Feature Article of Tuesday, 22 March 2011
Columnist: Owusu, Stephen Atta
Ghana Salt Industry produces between 250,000 to 300,000 tons of salt annually. The salt industries in Ghana have become major foreign exchange earners for the country. Economists in Ghana believe that the industry has the potential to produce 2.2 million tons annually. The salt is also of good quality. However, the present salt advert on radios in Ghana is irresponsible. The latest salt in the Ghanaian market has a brand name: Chifu Salt. What is frightening is the aggressive marketing of the salt on radio and television to make it seem like harmless no matter which quantity is taken. Imagine a lady in the advert saying that her beauty has improved thanks to Chifu salt. Yet the Standards board, Food and Drugs Board and the general public look on.
In Ghana the amount of salt we take into our bodies far exceeds the recommended levels with a large percentage coming from processed foods. It is necessary to advise people to cut down on salt intake to prevent heart problems. We should not be inducing them by adverts to take in more salt as if the Chifu brand is safer than other salts. The Food and Drugs Board must take steps to stop the unsavoury advert which poses potential danger to the health of Ghanaians.
The body cells essentially need sodium in order to help maintain water balance in the body as well as regulating blood volume and blood pressure. Very unfortunate enough, most diets eaten by Ghanaians have unacceptably high salt contents. According to research, the maximum limit of sodium per person should be 2300mg a day. However, most Ghanaians eat two times that amount and the aggressive and most misleading advert of Chifu salt is not helping the situation at all. About 40% of salt intake in Ghana comes from processed foods, about 50% from adding salt directly to food in Ghanaian homes and 10% occurs naturally in foods.
Ghanaians must be educated about the health problems associated with increased salt intake rather than being wooed by adverts to abuse salt intake which can subsequently elevate blood pressures (hypertension). This increases the risk of heart attack, kidney diseases, and stroke. It is therefore clear, according to the extreme intake of salt by Ghanaians, that approximately 90% of Ghanaians will develop hypertension in their lifetimes. Often we do not even discover this ailment until it is too late leading to untimely deaths.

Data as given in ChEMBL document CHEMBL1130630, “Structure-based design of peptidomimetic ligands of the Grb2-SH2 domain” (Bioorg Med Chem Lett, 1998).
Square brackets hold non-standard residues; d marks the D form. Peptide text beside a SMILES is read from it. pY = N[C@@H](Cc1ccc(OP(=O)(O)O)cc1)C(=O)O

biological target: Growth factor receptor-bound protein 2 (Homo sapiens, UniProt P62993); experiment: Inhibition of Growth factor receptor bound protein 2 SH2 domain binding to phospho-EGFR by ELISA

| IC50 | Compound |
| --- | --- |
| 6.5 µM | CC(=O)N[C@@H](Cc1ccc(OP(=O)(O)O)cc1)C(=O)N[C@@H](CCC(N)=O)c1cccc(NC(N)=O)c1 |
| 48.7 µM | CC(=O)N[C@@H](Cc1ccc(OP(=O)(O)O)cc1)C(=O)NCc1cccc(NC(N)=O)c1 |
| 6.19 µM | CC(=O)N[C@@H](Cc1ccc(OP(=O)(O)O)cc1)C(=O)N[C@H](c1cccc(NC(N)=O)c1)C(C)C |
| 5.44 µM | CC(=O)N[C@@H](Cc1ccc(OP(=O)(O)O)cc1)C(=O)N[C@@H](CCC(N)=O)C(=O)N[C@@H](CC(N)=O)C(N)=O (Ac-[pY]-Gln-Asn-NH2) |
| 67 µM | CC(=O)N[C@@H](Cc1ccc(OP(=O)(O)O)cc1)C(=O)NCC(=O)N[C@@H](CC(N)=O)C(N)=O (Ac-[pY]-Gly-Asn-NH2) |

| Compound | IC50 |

The amount of salt in the food we take in, is approximated by researchers as follows:
- cooked sausage: 790mg
- breakfast cereal: 780mg
- margarine: 720mg
- milk: 36mg
- pizza: 550mg (now becoming a favourite item for Ghanaians who think it is chic)
-potato chips (salt + vinegar):1,180mg.(now also very popular in Ghana).
The craze for sausages, cheese and butter may be the result of globalisation changing the food habits of Ghanaians. Many Ghanaians have also lived abroad where they acquired such eating habits.
The appropriate authorities in Ghana must ensure that there is reconciliation between media freedom and customer protection. This will prevent the media playing on the ignorance and gullibility of the consumer. The risk for hypertension, kidney diseases and stroke as a result of being induced to take more salt through adverts like Chifu salt must be blamed squarely on the inaction of government, standard board, food and drugs board and the media commission. If Ghana indeed has consumer protection policy, and really thinks of the well-being of the people, then this Chifu salt advert must stop immediately. The radio must be used to educate people on the dangers of excessive intake of salt.
A national legislation must be put in place, if there is not one there already, for Ghana to have detailed rules about the type of marketing practices and adverts companies are allowed to make in all the mediums of communication in Ghana.
We also need consumer protection civil society bodies (NGOs) but no private individual Ghanaians are willing to form such organisations. They are more interested in those types of organisations that they can use to beg for money abroad which they invariably divert into their pockets...
Written by: Stephen Atta Owusu
Author: Dark Faces At Crossroads
Email: [email protected]